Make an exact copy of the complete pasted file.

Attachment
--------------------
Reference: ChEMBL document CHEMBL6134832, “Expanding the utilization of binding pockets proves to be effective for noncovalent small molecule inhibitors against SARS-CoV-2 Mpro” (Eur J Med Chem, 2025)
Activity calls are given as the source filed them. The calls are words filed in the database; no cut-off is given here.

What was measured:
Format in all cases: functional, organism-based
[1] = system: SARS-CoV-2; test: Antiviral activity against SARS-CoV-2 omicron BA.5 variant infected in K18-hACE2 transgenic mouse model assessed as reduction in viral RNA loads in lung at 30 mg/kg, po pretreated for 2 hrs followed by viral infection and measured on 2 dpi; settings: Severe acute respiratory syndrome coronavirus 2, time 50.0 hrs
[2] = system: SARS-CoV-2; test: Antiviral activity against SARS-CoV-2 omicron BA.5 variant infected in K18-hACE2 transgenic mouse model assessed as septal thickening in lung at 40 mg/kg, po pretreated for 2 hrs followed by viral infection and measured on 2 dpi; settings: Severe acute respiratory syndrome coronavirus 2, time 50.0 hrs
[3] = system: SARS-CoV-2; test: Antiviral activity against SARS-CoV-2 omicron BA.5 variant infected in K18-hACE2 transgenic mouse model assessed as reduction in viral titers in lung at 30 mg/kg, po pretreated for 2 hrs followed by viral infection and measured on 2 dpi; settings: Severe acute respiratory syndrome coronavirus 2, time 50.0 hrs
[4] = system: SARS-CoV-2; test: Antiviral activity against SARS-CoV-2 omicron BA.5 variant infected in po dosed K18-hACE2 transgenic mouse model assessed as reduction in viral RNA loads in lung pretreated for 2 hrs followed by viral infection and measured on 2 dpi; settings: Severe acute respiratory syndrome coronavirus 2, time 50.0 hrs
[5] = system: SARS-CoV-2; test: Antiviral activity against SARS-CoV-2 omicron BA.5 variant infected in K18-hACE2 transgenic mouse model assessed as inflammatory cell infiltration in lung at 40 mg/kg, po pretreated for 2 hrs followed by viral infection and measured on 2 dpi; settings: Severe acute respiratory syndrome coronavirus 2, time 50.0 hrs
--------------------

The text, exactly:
Reference: ChEMBL document CHEMBL6134832, “Expanding the utilization of binding pockets proves to be effective for noncovalent small molecule inhibitors against SARS-CoV-2 Mpro” (Eur J Med Chem, 2025)
Activity calls are given as the source filed them. The calls are words filed in the database; no cut-off is given here.

What was measured:
Format in all cases: functional, organism-based
[1] = system: SARS-CoV-2; test: Antiviral activity against SARS-CoV-2 omicron BA.5 variant infected in K18-hACE2 transgenic mouse model assessed as reduction in viral RNA loads in lung at 30 mg/kg, po pretreated for 2 hrs followed by viral infection and measured on 2 dpi; settings: Severe acute respiratory syndrome coronavirus 2, time 50.0 hrs
[2] = system: SARS-CoV-2; test: Antiviral activity against SARS-CoV-2 omicron BA.5 variant infected in K18-hACE2 transgenic mouse model assessed as septal thickening in lung at 40 mg/kg, po pretreated for 2 hrs followed by viral infection and measured on 2 dpi; settings: Severe acute respiratory syndrome coronavirus 2, time 50.0 hrs
[3] = system: SARS-CoV-2; test: Antiviral activity against SARS-CoV-2 omicron BA.5 variant infected in K18-hACE2 transgenic mouse model assessed as reduction in viral titers in lung at 30 mg/kg, po pretreated for 2 hrs followed by viral infection and measured on 2 dpi; settings: Severe acute respiratory syndrome coronavirus 2, time 50.0 hrs
[4] = system: SARS-CoV-2; test: Antiviral activity against SARS-CoV-2 omicron BA.5 variant infected in po dosed K18-hACE2 transgenic mouse model assessed as reduction in viral RNA loads in lung pretreated for 2 hrs followed by viral infection and measured on 2 dpi; settings: Severe acute respiratory syndrome coronavirus 2, time 50.0 hrs
[5] = system: SARS-CoV-2; test: Antiviral activity against SARS-CoV-2 omicron BA.5 variant infected in K18-hACE2 transgenic mouse model assessed as inflammatory cell infiltration in lung at 40 mg/kg, po pretreated for 2 hrs followed by viral infection and measured on 2 dpi; settings: Severe acute respiratory syndrome coronavirus 2, time 50.0 hrs